The Court held: “While considering the question of sentence to be imposed for the offence of murder under Section 302 of the Penal Code, the court must have regard to every relevant circumstance relating to the crime as well as the criminal.” And “in addition to the circumstances of the offence, due regard must be paid to the circumstances of the offender, also.” That the circumstances pertaining to the criminal must be given due weight is reiterated throughout the judgment.

Then in 1996 came Ravji @ Ramachandra vs State of Rajasthan which held that “it is the nature and gravity of the crime but not the criminal which are germane for consideration.” This was contrary to the binding dictum in Bachan Singh’s case and hence per incuriam. Judgments that are per incuriam have no precedentiary value and yet the Supreme Court followed Ravji, and imposed the death penalty in subsequent judgments.

In 2009, in Santosh Kumar Bariyar vs State of Maharashtra, the Supreme Court noted the error and admitted that, “We are not oblivious that the Ravji case has been followed in at least six decisions of this Court in which death punishment has been awarded in last nine years, but, in our opinion, it was rendered per incuriamShivaji v. State of Maharashtra, Mohan Anna Chavan v. State of Maharashtra, Bantu v. State of U.P., Surja Ram v. State of Rajasthan, Dayanidhi Bisoi v. State of Orissa and State of U.P. v. Sattan are the decisions where Ravji has been followed. It does not appear that this Court has considered any mitigating circumstance or a circumstance relating to criminal at the sentencing phase in most of these cases. It is apparent that Ravji has not only been considered but also relied upon as an authority on the point that in heinous crimes, circumstances relating to criminal are not pertinent.”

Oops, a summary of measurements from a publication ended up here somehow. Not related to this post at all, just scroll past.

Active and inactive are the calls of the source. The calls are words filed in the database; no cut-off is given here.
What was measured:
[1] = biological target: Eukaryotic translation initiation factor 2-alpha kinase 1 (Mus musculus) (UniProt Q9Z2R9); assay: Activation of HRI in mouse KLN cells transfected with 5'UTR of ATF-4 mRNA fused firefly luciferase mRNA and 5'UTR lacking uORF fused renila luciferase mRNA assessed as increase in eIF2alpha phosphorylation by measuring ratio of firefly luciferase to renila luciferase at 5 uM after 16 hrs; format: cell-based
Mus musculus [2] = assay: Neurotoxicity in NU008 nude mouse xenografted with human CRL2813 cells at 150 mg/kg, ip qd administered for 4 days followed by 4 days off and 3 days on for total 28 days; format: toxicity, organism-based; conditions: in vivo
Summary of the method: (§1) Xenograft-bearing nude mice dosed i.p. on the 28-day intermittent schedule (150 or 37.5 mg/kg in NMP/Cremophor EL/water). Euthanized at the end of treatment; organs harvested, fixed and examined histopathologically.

In addition, Bariyar declared that Saibanna vs State of Karnataka was also decided per incuriam. In Bariyar, the Supreme Court insisted that there be a “strict channelling of discretion” while deciding whether to impose the death penalty. It suggested a sentencing procedure and said that, “it is in the nature of safeguards and has an overarching embrace of rarest of rare dictum. Therefore, it is to be read with Article 21 and 14. …. Under section 235(2) and 354 (3) of the Criminal Procedure Code, there is a mandate as to a full fledged bifurcated hearing and recording of “special reasons”; if the court inclines to award death penalty. In the specific backdrop of sentencing in capital punishment, and that the matter attracts constitutional prescription in full force, it is incumbent on the sentencing court to oversee comprehensive compliance to both the provisions.”